We admit, we usually don’t think of fish as sexy — unless it’s sushi placed on a naked model’s body in the name of art. But Maria Finn, author of the new TED ebook The Whole Fish, says eating the creature can make sex better. In that case, we’ll have the seafood platter! Check out Finn’s simple tips on how to make fish a part of your day-to-day routine:
Finn: “Sustainable seafood is multi-faceted in how it impacts your sex life. First, eating fish that are rich in omega-3 fatty acids like wild salmon — and especially the fatty rich areas include the skin, belly, heads and eggs — and sardines. Along with wild salmon, sardines, anchovies, and herring make your hair shinier and your skin suppler. Eating oysters actually helps with collagen growth. So you’re more physically attractive.
“Studies have also shown that eating seafood raises IQ levels, so you’re smarter and this can help attract a mate. Omega-3 fatty acids also raise your serotonin levels, and this is in itself a mental aphrodisiac, and all the protein gives you physical stamina. Oysters are rich in zinc, and this increases sperm count as well as testosterone and estrogen levels. Then there are more abstract ways. Trying new foods with your partner means that you are being creative and adventurous together — if it happens in the kitchen, it can happen in the bedroom as well.”
What’s an easy way to incorporate fish into your diet without a lot of hassle?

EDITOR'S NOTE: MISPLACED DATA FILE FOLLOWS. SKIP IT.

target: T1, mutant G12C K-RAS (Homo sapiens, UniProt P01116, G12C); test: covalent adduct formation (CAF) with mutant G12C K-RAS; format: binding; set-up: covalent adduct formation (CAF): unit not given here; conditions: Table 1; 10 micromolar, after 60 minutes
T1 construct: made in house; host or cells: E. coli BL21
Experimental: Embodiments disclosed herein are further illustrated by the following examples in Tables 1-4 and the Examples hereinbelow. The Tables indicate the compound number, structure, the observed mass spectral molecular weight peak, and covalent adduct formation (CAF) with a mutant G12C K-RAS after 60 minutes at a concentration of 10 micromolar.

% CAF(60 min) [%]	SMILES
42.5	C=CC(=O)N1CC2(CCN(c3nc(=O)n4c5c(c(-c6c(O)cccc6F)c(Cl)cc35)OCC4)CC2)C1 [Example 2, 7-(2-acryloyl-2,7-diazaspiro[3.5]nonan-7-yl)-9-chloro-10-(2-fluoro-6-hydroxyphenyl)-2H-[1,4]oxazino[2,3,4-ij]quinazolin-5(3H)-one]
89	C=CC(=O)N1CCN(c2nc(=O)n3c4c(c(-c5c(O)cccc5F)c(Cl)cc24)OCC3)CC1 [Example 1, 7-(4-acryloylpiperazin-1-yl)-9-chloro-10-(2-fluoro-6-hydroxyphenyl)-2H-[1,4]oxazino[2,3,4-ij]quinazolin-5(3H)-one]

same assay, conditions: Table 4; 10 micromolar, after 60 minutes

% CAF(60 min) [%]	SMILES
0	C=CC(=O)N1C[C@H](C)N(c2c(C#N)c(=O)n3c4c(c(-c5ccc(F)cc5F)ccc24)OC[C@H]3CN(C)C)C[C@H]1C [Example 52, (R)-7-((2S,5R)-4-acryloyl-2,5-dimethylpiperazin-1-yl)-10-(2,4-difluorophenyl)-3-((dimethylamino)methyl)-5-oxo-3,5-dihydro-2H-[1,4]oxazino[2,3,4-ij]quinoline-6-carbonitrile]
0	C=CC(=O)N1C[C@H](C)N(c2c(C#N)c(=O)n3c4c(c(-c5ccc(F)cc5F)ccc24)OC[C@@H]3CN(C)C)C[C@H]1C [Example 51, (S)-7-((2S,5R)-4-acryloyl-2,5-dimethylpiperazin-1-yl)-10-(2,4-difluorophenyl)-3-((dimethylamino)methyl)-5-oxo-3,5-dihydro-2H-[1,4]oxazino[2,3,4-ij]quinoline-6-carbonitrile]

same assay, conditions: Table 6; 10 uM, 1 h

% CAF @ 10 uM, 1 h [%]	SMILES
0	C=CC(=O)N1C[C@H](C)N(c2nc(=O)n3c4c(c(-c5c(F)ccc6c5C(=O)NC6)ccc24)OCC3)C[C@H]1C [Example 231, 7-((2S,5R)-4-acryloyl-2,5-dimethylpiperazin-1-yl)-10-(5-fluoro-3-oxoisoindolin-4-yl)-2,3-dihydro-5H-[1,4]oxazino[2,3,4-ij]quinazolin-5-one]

“Buy fish that is in season and local if possible. (Check the Seafood Watch App at Monterey Bay Aquarium to make sure it’s sustainable). If you see a small fish, like a trout, for sale at the farmer’s market or grocery store, buy it whole and ask the fishmonger to clean it for you. Grill it, serve with a little lemon, flake the meat off the bones — if it’s fresh, it won’t need anything too fancy with it. Clams and mussels are super easy to prepare and don’t cost much — just steam them open in a little white wine. Or you can purchase cans of sardines (I like Wild Planet sardines in olive oil), and eat them on crackers or toast as an easy appetizer. There’s a great recipe in the book on using canned sardines. Also, you puree anchovies into citrus salad dressing. There’s a simple recipe in the book for this.
If you’re cooking for someone who isn’t a huge fish fan (maybe it’s your significant other, whom you’re trying to get to reap the benefits as well), how can you cook fish in order to please everyone’s palate?
“I was on a trip with a sworn fish hater last summer, and I fed him smoked salmon on crackers with a little goat cheese, and now he’s a fan. I love raw oysters, but if someone takes issue with this, bake them with some creamed spinach and grating of cheese. Also, many people who think they don’t like seafood just haven’t had really good fresh stuff. Prepare a fresh fillet of salmon, halibut, or sablefish. Serve it with wine, dim the lights, dress sexy. He’ll or she will love the seafood.”
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